nep-mon New Economics Papers
on Monetary Economics
Issue of 2007‒02‒10
28 papers chosen by
Bernd Hayo
Philipps-University Marburg

  1. The Demand for Endogenous Money: A Lesson in Institutional Change By Peter Howells
  2. The daily and policy-relevant liquidity effects By Daniel L. Thornton
  3. Does Inflation Targeting Make a Difference? By Frederic S. Mishkin; Klaus Schmidt-Hebbel
  4. The Taylor rule: can it be supported by the data? By Leon, Costas
  5. A Reassessment of the Problems with Interest Targeting: What Have We Learned from Japanese Monetary Policy? By Tom Cargill; Federico Guerrero
  6. Optimal fiscal and monetary policy when money is essential By S. Boragan Aruoba; Sanjay K. Chugh
  7. Central bank independence and inflation: a note By Charles T. Carlstrom; Timothy S. Fuerst
  8. Interest Rates: The Behavior, the Term Structure, and the Risk Structure By Govori, Fadil
  9. Long-Term Inflation Outcomes after Hyperinflation: Theory and Evidence By Federico Guerrero
  10. Endogenous Money, Non-neutrality and Interest-sensitivity in the Theory of Long Period Unemployment By Peter Docherty
  11. Central Bank Interventions, Communication and Interest Rate Policy in Emerging European Economies By Balázs Égert
  12. Industries and the bank lending effects of bank credit demand and monetary policy in Germany By Arnold, Ivo J.M.; Kool, Clemens J.M.; Raabe, Katharina
  13. Progress toward a Common Currency Basket System in East Asia By OGAWA Eiji; SHIMIZU Junko
  14. Rules, Discretion or Reputation? Monetary Policies and the Efficiency of Financial Markets in Germany, 14th to 16th Centuries By Oliver Volckart
  15. A new core inflation indicator for New Zealand. By Domenico Giannone; Troy Matheson
  16. Milton Friedman and U.S. monetary history: 1961-2006 By Edward Nelson
  17. Dollarization and financial integration By Cristina Arellano; Jonathan Heathcote
  18. Inflation and interest rates with endogenous market segmentation By Aubhik Khan; Julia Thomas
  19. Money matters for inflation in the euro area By Ansgar Belke; Thorsten Polleit; Wim Kösters; Martin Leschke
  20. Dynamics and monetary policy in a fair wage model of the business cylce By David, DE LA CROIX; Gregory, DE WALQUE; Rafael, WOUTERS
  21. The Store-of-Value-Function of Money as a Component of Household Risk Management By Ingrid Größl; Ulrich Fritsche
  22. Is Forward-Looking Inflation Targeting Destabilizing? The Role of Policy's Response to Current Output under Endogenous Investment By Kevin X.D. Huang; Qinglai Meng
  23. Inflation Persistence and the Phillips Curve Revisited By Marika Karanassou; Dennis J. Snower
  24. National bank notes and silver certificates By Bruce Champ; James B. Thomson
  25. A Yield Curve Perspective on Uncovered Interest Parity By Leo Krippner
  26. A ‘Second-Best’ Rationale to Deflationary Monetary Policy in Japan By Tom Cargill; Federico Guerrero
  27. The Balance Sheet Channel of Monetary Policy Transmission: Evidence from the UK By Eleni Angelopoulou; Heather D. Gibson
  28. Currency crises and foreign credit in emerging markets: credit crunch or demand effect? By Galina Hale; Carlos Arteta

  1. By: Peter Howells (School of Economics, University of the West of England)
    Keywords: Monetary Policy;
    JEL: E58
    Date: 2007–01
  2. By: Daniel L. Thornton
    Abstract: In an environment of low inflation, the Federal Reserve faces the risk that it has not provided enough monetary stimulus even when it has pushed the short-term nominal interest rate to its lower bound of zero. Assuming the nominal Treasury-bill rate has been lowered to zero, this paper considers whether further open market purchases of Treasury bills could spur aggregate demand through increases in the monetary base that may stimulate aggregate demand by increasing liquidity for financial intermediaries and households; by affecting expectations of the future paths of short-term interest rates, inflation, and asset prices; or by stimulating bank lending through the credit channel. This paper also examines the alternative policy tools that are available to the Federal Reserve in theory, and notes the practical limitations imposed by the Federal Reserve Act, The tools the Federal Reserve has at its disposal include open market purchases of Treasury bonds and private-sector credit instruments (at least those that may be purchased by the Federal Reserve); unsterilized and sterilized intervention in foreign exchange; lending through the discount window; and, perhaps in some circumstances, the use of options.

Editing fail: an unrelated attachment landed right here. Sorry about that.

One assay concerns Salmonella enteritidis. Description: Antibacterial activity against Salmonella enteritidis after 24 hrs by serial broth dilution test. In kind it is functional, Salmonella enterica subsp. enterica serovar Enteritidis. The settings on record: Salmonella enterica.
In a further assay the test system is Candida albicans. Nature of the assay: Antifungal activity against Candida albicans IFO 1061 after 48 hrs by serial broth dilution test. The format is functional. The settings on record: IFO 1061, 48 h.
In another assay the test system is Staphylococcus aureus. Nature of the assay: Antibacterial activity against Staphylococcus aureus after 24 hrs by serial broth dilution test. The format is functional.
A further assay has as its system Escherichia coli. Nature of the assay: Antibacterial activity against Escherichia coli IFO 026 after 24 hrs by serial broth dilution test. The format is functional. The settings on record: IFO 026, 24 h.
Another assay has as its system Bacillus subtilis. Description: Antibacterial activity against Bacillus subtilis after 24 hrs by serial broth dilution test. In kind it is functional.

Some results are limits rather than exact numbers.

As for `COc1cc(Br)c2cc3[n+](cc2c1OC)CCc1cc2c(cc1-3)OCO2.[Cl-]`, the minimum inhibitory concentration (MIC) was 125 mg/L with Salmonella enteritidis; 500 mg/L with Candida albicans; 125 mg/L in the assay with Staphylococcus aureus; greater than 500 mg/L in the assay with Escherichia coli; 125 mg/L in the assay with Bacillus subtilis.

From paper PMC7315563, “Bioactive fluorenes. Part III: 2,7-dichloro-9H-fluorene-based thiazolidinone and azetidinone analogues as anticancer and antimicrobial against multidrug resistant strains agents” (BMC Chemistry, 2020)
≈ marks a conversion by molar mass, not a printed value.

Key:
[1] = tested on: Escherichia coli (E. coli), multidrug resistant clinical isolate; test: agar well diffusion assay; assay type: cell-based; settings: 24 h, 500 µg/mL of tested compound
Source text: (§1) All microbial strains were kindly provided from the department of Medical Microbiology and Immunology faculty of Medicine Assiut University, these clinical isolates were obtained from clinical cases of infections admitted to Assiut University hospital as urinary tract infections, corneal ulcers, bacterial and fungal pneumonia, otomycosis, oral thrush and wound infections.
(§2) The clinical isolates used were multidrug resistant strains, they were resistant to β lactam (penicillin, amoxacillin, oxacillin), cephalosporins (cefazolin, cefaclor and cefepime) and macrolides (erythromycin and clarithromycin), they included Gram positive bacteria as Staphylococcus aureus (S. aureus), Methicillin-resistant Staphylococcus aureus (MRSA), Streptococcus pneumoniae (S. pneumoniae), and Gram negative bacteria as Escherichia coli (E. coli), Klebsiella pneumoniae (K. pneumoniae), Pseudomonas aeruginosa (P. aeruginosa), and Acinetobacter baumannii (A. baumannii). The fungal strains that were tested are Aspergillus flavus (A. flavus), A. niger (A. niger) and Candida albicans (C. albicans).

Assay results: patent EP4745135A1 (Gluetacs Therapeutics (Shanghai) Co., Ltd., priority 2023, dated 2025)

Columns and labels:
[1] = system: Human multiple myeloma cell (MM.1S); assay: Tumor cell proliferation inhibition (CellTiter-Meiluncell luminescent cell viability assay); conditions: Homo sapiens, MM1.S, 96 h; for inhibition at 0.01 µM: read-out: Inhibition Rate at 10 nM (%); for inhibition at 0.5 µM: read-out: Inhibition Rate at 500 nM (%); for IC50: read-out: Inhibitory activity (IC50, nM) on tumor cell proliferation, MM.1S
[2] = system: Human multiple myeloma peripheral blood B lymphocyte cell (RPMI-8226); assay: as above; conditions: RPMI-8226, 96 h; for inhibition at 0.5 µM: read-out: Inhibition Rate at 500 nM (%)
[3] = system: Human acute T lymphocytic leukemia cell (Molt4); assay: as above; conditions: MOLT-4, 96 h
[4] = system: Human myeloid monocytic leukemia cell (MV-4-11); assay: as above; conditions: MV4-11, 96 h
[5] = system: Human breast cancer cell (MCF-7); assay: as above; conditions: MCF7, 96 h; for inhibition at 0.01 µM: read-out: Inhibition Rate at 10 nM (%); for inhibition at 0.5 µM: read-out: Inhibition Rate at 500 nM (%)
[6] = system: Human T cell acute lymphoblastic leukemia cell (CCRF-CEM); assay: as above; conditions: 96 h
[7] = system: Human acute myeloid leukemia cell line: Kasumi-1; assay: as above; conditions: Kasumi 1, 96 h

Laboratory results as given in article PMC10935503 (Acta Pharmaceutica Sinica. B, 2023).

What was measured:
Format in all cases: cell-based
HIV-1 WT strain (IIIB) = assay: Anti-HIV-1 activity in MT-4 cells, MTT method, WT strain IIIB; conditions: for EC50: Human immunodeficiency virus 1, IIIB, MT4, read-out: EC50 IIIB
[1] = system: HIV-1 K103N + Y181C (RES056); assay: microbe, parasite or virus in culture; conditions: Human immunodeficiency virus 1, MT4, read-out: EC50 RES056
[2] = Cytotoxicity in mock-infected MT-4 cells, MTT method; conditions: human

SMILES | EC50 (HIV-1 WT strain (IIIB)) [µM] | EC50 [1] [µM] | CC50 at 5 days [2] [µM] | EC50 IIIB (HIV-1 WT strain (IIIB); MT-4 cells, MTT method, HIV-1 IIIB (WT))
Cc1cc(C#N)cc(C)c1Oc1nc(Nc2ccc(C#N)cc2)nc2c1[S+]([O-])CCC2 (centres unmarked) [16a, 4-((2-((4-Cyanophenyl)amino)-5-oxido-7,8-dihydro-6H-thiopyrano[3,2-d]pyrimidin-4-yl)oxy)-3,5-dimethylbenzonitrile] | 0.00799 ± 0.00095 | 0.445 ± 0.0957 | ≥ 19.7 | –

Keywords: Liquidity (Economics) ; Monetary policy
    Date: 2007
  3. By: Frederic S. Mishkin; Klaus Schmidt-Hebbel
    Abstract: Yes, as inferred from panel evidence for inflation-targeting countries and a control group of high-achieving industrial countries that do not target inflation. Our evidence suggests that inflation targeting helps countries achieve lower inflation in the long run, have smaller inflation response to oil-price and exchange-rate shocks, strengthen monetary policy independence, improve monetary policy efficiency, and obtain inflation outcomes closer to target levels. Some benefits of inflation targeting are larger when inflation targeters have achieved disinflation and are able to make their inflation targets stationary. Despite these favorable results for inflation targeting, our evidence generally does not suggest that countries that adopt inflation targeting have attained better monetary policy performance relative to our control group of highly successful non-inflation targeters. However, inflation targeting does seem to help all country groups to move toward performance of the control group. The performance attained by industrial-country inflation targeters generally dominates performance of emerging-economy inflation targeters and is similar to that of industrial non-inflation targeting countries.